You would have thought Mitch McDeere would have learned by now.
Back in the 1993 film “The Firm,” the idealistic young attorney (played by Tom Cruise) helped the Feds bring down the biggest law firm in Memphis with a mob family as its client. The mob boss then set his sights on McDeere and his family, sending them on the run.
Ten years later, in the new TV series “The Firm,” Mitch (played by Josh Lucas, “The Lincoln Lawyer”) is a bit wiser, a bit more worn, a bit more cautious, very broke but fiercely independent and tired of being on the run.
Life for the McDeere family, including wife Abby (Molly Parker taking over the role originally played by Tulsa’s Jeanne Tripplehorn), after years in the witness protection program is supposedly getting back to normal.
The head of the mob family has died in prison and the long-ago death threat with him. McDeere has opened a storefront law practice in northern Virginia with his ex-con brother Ray (Callum Keith Rennie) as his private investigator and Ray’s on-again, off-again, chain-smoking, mini-skirted girlfriend Tammy (Juliette Lewis) as his receptionist – both of whom were also on the run with the family.
On the homefront, the couple’s precocious daughter has finally stayed in one place long enough for her to make friends to invite to a birthday party. Abby has found a job teaching school and Mitch is doing what he loves. But there’s little income from his law practice and an offer from an old friend to join an elite Washington, D.C., firm and head up a new criminal division is awfully tempting. With its resources, McDeere would have all the money he needs to pursue a medical case that could last years. But should he after what happened in Memphis? Has he learned anything?
It’s a question answered in the two-hour pilot episode airing at 8 p.m. Sunday on NBC, channel 2, and then moving to 9 p.m. Thursdays.
To best-selling author John Grisham, “The Firm” as a TV series answers his most-asked question after the book became a bestseller and the Paramount film became such a hit: What happened to the McDeeres? At the end of the film, McDeere thought he was free and the family moved back to Boston. In the TV series, they start over in northern Virginia.
The series comes by its legal chops naturally. The drama based on the writing of Southern lawyer Grisham, a native of Jonesboro, Ark., and written and co-executive produced by Lukas Reiter, a former prosecuting attorney in Queens, N.Y., and former co-executive producer of Dick Wolf’s “Law & Order.”
But, at its heart, it’s a family drama, said Reiter, who shared a recent teleconference with Grisham.
“…It is a legal show within a real sense,” said Reiter, who started his writing career on David E. Kelley’s “The Practice.” “It’s within the legal genre but what I hope makes it feel different is that it’s got a family at its core. This is about Mitch and his wife and their child and his brother and the woman that he loves, Tammy.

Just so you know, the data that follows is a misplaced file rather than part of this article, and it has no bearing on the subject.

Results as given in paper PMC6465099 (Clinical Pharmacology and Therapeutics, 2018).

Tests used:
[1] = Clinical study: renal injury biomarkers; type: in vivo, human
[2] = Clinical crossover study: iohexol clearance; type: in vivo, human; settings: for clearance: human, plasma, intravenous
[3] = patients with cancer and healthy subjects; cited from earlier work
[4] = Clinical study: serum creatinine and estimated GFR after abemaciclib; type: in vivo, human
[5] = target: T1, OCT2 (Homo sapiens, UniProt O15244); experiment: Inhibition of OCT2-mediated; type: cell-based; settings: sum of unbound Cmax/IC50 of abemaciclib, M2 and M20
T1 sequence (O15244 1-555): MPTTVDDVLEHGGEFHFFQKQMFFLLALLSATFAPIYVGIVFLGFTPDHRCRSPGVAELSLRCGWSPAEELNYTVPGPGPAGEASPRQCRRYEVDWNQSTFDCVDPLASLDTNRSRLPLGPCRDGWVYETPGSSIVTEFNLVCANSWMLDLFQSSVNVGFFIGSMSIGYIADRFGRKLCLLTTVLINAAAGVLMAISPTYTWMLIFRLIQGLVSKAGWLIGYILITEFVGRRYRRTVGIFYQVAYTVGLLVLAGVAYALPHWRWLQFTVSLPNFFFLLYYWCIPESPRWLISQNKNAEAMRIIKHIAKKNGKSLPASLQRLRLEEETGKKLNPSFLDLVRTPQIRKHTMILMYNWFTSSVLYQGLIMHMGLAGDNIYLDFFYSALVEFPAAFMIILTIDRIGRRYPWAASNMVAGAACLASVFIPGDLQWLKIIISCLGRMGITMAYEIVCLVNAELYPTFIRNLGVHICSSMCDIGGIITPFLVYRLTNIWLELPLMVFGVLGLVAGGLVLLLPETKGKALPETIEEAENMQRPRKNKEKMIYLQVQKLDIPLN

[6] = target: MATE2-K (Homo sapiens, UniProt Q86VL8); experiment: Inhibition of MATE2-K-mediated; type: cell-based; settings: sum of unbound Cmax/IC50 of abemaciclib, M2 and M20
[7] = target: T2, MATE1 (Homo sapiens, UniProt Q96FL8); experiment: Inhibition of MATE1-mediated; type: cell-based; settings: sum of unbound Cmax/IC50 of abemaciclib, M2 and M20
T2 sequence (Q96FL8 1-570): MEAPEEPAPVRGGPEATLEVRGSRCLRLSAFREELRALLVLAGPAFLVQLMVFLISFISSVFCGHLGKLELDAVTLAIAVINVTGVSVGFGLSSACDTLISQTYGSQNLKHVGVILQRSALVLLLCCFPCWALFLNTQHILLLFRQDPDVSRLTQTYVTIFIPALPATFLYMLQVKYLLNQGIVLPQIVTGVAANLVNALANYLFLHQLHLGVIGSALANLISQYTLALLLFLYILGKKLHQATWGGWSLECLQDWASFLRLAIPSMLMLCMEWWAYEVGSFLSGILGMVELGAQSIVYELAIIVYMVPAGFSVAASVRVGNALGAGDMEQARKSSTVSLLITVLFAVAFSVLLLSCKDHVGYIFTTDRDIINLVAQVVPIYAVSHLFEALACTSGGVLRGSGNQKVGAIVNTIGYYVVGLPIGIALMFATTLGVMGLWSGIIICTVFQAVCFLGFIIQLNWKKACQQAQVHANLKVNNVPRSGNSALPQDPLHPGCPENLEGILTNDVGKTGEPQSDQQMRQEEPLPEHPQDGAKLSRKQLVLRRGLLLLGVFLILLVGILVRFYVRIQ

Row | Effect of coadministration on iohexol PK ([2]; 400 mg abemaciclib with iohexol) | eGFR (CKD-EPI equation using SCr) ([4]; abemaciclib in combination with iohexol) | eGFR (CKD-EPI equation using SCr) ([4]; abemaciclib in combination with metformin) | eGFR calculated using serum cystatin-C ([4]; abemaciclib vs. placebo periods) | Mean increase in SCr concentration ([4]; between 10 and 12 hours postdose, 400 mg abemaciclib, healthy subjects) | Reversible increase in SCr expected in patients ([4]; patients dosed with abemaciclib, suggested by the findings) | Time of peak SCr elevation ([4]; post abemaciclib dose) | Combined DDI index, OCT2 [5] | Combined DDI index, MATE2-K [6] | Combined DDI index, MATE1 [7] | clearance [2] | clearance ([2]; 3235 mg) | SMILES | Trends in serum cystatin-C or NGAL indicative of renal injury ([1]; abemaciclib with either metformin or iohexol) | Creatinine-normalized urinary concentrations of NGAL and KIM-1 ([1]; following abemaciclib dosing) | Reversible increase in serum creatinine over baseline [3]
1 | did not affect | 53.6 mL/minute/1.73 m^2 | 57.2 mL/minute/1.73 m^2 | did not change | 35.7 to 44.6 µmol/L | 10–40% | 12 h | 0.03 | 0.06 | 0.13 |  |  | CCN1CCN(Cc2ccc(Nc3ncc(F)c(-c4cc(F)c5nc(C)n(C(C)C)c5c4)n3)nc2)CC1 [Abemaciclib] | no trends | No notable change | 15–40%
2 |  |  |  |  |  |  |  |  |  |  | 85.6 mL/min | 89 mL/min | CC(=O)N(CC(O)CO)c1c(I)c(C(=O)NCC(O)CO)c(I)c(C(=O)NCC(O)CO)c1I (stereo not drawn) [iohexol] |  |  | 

“And the way they talk to each other and the way that they relate to each other and the fact that they discuss these cases in the kitchen of the McDeere house (shows that) it’s not a show about lawyers processing legal cases. It’s a story about a family and their lives and their work and what interests them and how they relate to each other.”
But the “The Firm” is also a weekly thriller. Every time Mitch looks out a window viewers will be waiting, watching for anything out of the ordinary. Every car that drives by slowly could be someone sent to kill Mitch or his family. Every backyard outing is an opportunity for a sniper. And that suspense will be ongoing, said Grisham, who has written 27 novels and serves as co-executive producer of the series.
“I love suspense,” he said. “That’s what I write. That’s what I like to watch. That’s what I think about. I’m always trying to create a story that will keep readers up all night turning pages, skipping work, skipping meals. That’s what I strive to do whenever I have a good suspenseful story. The TV show pilot is very much the same way. It’s a lot of action but also a lot of good drama where you see the characters stop and reflect and they’re real people… A lot of good legal intrigue, a lot of courtroom stuff, lawyer-client problems, big law firm intrigue – all the stuff I love to write about.”
Grisham said he hadn’t thought of “The Firm” as a weekly TV series until Reiter approached him with a script and he isn’t worried about the success of the show.
“I’m not worried because I’m convinced the show is going to be a success but also, personally, I’ve had so much success because of that one book that nothing could worry me about it now. The book was published 20 years ago in 1991. The movie came out two years later in 1993. It was a big box office success. It’s still the highest-grossing movie domestic and worldwide of any of the eight or nine films that have been adapted from my books. And it’s sold between 15 and 20 million copies in 40 languages.
“… So, believe me, I’ve had my share of success from the original story. What we’re doing now is, to me, just pure fun to watch it on TV.”